Knitted Pizza

“What is this?” she yelled out with a jolt of amusement. He didn’t have to look in order to know what she had just discovered. He had tucked it away between Hegel’s Hauptwerke, thinking no one would ever dare touch those. But she did and found it anyway. 

… 

He had been a member of a nihilistic absurdist cult that worshiped the ’90s classic Reality Bites. They would wear flannel, start their meetings by dancing to ‘My Sharona’, and filmed everything they did on a bulky video camera, even though DSL-Rs were already readily available. A white sheet with ‘Hey, that’s my bike’ above the mantelpiece, a portrait of Gorbachev, and Paul Newman.

A reference within a reference, tucked away in a larger reference, like a matryoshka doll. They would go out in groups, and have raves on the canals, mob metro cars, and decorate the inside of a supermarket or two. They would hang out on the roof of their building, and have conversations about the lives they would never get to lead, the romances they would never get to have, and the boomers who ruined the world before they could get it started. They had a standing order with the pizza shop downstairs. Whenever they would dangle a knitted slice of pizza in front of the window of the shop, the pizzaiolo would have three pies ready for them in 10 minutes.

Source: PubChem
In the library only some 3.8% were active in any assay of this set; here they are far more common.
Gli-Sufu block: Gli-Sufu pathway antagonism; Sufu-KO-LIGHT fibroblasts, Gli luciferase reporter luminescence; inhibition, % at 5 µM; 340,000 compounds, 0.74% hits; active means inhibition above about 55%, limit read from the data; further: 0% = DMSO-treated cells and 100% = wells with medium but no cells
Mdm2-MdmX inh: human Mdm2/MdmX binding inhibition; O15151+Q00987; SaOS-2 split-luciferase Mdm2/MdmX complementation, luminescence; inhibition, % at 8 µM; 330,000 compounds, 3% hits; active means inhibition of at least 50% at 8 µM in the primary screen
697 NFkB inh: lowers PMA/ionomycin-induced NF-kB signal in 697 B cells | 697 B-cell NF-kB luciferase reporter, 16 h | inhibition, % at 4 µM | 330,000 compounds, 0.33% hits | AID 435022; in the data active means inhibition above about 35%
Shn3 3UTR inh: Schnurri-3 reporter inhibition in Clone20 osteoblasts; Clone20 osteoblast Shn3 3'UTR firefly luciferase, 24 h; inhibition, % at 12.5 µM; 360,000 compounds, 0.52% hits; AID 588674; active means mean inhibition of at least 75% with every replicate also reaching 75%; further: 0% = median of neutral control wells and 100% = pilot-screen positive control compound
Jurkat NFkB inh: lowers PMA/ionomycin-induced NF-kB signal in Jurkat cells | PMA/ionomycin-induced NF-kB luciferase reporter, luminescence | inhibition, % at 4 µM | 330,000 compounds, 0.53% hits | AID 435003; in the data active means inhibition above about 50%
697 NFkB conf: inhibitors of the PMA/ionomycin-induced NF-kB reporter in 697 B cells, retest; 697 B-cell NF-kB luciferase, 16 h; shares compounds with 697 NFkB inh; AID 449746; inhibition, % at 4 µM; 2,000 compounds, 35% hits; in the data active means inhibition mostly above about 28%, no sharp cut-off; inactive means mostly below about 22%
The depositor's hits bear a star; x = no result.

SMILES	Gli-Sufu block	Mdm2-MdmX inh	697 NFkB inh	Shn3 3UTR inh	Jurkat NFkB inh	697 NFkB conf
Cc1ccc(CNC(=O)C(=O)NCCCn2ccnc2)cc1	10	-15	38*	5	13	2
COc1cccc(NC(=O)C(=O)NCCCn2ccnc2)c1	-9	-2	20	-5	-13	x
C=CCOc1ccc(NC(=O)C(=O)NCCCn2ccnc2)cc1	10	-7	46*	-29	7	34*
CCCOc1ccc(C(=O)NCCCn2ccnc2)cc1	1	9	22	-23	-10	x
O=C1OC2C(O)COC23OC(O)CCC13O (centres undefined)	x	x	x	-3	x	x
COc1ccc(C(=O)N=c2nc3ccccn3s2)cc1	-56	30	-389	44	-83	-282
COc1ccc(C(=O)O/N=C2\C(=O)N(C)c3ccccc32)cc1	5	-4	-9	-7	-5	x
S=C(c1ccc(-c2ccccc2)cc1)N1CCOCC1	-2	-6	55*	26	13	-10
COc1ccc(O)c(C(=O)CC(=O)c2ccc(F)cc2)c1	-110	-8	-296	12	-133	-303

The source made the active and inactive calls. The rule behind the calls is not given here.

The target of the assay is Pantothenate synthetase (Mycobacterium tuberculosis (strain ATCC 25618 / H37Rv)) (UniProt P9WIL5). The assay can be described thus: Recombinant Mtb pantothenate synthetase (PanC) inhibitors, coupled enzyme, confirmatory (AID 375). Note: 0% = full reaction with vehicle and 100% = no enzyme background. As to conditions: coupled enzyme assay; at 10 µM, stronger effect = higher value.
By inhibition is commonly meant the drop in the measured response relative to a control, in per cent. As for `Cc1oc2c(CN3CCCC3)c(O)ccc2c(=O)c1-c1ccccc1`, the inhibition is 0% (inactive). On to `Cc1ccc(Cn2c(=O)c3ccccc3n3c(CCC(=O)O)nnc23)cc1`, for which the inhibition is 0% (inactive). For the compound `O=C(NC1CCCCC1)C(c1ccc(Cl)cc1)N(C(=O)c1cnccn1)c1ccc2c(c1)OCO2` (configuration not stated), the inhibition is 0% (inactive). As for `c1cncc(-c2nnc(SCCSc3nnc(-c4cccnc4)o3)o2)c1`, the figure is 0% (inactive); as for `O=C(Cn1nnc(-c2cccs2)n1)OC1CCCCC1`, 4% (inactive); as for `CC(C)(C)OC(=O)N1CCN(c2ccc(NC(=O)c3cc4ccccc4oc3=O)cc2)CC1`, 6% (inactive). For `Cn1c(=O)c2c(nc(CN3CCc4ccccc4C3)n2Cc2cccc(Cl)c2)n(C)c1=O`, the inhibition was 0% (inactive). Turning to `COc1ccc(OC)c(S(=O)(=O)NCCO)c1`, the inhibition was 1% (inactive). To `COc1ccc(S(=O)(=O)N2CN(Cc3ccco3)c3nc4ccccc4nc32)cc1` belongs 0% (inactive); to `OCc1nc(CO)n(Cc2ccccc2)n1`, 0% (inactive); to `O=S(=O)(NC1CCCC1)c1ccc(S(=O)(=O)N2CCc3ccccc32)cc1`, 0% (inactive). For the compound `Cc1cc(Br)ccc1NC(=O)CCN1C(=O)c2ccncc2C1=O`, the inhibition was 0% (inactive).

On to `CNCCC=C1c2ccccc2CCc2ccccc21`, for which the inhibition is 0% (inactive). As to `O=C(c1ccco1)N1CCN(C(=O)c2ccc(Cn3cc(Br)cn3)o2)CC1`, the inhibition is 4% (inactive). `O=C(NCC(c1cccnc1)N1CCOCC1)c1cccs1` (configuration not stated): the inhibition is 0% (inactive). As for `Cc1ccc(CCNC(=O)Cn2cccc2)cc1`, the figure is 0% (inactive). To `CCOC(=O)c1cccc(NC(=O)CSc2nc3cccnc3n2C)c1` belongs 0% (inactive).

Soon after the world had returned to the way it had been before, so too did the cult disband. They moved on to their regular scheduled programs, became bankers, teachers, and executives, mothers, fathers, and mailmen, regular people going about their day. 

She held the knitted pizza slice in her hand, circling the edges of the red pepperoni slice with her index finger. 

“What was it about?” she asked. 

“I still am not sure,” he answered.



LJ Kessels is a writer based in Berlin, Germany. She has a MA in Philosophy from the University of Amsterdam and has worked for various (film) festivals, events, and whatchamacallits across Europe. Her work has previously been published in Bull & Cross, Stadtsprachen Magazin, Elsewhere: A Journal of Place, and more.

Categories: Fiction

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